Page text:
- Authoring tools that only display a source view of the web content being edited (e.g. Notepad, Vim).

----------

CURRENT WORDING:
user agent: 
Any software that retrieves, renders and facilitates end user interaction with web content. UAAG 2.0 identifies four user agent architectures:
- platform-based user agent, non-web-based user agent: User agents that run on non-web platforms (operating systems and cross-OS platforms, such as Java) and perform content retrieval, rendering and end-user interaction facilitation themselves (e.g. Firefox, Internet Explorer, Chrome, Opera, Windows Media Player, QuickTime Pro, RealPlayer).
- embedded user agent, plug-in: User agents that "plug-in" to other user agents or applications (e.g. media player plug-in for a web browser, web view component). Embedded user agents may establish direct connections with the platform (e.g. communication via platform accessibility services).
- web-based user agent: User agents that have user interfaces that are implemented using web content technologies and are accessed by users via a user agent. web-based user agents transform content into web content technologies that the host user agent can render (e.g.web-based ePub reader, web-based video player).

Note: Many web applications retrieve, render and facilitate interaction with very limited data sets (e.g. online ticket booking). In such cases, WCAG 2.0, without UAAG 2.0, may be appropriate for assessing the application's accessibility.

Examples of software that are generally considered user agents under UAAG 2.0:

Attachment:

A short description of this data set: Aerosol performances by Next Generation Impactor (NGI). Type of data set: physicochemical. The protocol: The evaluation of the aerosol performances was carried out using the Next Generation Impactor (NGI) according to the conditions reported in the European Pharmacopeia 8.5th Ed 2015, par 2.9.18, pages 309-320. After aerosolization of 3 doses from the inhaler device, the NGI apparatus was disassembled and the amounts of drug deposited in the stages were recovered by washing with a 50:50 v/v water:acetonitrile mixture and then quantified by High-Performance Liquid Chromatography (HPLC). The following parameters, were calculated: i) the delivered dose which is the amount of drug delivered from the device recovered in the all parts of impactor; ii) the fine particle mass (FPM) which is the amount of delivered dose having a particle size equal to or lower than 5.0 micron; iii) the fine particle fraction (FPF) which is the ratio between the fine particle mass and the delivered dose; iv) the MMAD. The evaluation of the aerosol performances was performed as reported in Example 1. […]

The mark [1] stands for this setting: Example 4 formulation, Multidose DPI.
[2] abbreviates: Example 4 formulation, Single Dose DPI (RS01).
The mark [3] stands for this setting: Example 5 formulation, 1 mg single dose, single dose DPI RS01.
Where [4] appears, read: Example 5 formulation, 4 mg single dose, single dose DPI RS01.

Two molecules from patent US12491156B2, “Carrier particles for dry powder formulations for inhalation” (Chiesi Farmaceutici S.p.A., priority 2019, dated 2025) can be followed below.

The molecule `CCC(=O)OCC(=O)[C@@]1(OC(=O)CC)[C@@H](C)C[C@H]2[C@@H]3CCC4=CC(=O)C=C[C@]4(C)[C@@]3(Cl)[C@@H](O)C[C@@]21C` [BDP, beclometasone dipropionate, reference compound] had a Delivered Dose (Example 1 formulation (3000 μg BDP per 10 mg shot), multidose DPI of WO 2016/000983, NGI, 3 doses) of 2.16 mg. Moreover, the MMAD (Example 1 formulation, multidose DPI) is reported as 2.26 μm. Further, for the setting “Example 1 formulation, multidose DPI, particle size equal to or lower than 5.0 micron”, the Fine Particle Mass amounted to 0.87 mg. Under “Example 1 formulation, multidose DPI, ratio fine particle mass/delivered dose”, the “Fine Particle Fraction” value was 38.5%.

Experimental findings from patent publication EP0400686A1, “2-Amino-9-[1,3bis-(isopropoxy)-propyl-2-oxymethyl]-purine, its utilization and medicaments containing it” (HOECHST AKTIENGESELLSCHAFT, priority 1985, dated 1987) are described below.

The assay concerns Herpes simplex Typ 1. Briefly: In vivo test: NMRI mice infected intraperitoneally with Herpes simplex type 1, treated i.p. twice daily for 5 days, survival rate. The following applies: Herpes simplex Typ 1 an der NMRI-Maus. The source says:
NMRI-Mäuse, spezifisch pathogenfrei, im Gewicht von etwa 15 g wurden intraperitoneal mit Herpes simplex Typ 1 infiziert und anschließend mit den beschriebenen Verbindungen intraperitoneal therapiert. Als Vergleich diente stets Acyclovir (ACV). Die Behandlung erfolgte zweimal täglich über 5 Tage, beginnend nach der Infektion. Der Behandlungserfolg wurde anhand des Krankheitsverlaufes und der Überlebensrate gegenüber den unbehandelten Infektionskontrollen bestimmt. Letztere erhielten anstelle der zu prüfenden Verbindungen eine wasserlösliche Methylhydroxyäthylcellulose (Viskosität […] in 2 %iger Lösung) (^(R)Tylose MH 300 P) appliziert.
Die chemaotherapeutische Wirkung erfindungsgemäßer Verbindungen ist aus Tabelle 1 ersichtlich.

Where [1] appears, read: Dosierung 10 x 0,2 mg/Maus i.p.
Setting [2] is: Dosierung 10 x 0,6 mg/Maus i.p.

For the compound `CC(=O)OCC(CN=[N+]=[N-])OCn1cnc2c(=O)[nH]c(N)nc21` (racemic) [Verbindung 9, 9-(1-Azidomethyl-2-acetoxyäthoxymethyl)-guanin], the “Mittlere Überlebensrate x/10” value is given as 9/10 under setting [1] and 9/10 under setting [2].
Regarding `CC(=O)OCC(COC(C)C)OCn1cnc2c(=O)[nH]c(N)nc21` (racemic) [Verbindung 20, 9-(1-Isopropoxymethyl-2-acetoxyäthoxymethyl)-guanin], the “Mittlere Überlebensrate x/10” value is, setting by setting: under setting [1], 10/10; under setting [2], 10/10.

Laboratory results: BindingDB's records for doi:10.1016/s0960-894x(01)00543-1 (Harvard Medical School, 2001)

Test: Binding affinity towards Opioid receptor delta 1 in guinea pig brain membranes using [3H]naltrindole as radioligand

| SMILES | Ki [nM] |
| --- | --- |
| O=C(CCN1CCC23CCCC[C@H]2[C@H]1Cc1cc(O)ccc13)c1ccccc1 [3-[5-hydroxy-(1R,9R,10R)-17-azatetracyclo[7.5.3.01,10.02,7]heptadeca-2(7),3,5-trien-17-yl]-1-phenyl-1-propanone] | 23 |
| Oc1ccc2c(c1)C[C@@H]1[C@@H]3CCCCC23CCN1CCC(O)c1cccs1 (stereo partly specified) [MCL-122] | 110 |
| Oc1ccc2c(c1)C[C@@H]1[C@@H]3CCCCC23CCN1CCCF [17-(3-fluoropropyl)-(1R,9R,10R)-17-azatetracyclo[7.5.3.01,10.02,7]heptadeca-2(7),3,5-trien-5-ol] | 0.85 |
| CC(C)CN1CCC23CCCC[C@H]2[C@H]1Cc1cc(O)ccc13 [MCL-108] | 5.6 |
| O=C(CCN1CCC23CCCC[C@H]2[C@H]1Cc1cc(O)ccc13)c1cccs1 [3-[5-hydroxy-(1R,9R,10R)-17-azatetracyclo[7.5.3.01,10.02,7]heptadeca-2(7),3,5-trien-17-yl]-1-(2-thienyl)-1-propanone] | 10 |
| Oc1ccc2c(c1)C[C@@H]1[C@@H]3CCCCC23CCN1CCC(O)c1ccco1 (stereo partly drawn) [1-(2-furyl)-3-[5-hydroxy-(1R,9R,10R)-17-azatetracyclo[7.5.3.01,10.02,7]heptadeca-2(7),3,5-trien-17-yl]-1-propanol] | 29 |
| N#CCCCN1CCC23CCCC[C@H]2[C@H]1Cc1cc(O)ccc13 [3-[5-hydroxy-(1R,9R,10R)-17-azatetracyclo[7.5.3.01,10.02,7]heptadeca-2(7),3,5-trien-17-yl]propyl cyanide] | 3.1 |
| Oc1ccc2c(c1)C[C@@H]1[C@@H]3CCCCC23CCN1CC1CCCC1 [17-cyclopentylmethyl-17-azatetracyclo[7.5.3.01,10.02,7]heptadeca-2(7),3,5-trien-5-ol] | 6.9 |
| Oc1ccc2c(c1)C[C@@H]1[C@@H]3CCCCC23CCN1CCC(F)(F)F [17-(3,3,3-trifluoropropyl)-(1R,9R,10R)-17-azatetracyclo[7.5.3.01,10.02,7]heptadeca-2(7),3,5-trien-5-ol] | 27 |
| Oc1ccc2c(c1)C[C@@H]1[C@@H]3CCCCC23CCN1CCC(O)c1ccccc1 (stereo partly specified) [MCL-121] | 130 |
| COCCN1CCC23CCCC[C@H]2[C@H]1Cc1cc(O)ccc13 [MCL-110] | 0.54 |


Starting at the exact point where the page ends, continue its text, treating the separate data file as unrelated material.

- Desktop web browsers (e.g. Internet Explorer, Firefox, Chrome, Safari, Opera)
- Mobile web browsers (e.g. Firefox, Chrome, Safari, Android Browser, Opera Mini, Atomic Web, Puffin)
- Browser plug-ins (e.g. QuickTime Plug-in for Firefox, Acrobat Reader Plug-in for Internet Explorer, Shockwave Plug-in for Chrome)
- Web view components (e.g. Webkit Webview component, Web Tools Platform Plug-in for Eclipse, UIWebView for iOS)
- Authoring tools that render the web content being edited (e.g. Word, Dreamweaver, HTML-Kit)

Examples of software that are not considered user agents under UAAG 2.0 (in all cases, WCAG 2.0 still applies if the software is web-based):
- Operating environments or software bundles that include platform-based user agents (e.g. Windows, OS X, KDE, iOS), though the included user agents themselves are covered by UAAG 2.0.
- General-purpose platforms or toolkits that don't use web technologies, even though they may be used by user agents for other purposes (e.g. GNOME, KDE, .NET Framework/CLR).
- Narrow-purpose platform-based or web applications (e.g. online ticket booking applications).
- Authoring tools that only display a source view of the web content being edited (e.g. Notepad, Vim).
(MR) JAN RICHARDS
PROJECT MANAGER
INCLUSIVE DESIGN RESEARCH CENTRE (IDRC)
OCAD UNIVERSITY

T 416 977 6000 x3957
F 416 977 9844
E jrichards@ocadu.ca
Received on Thursday, 4 December 2014 21:26:50 UTC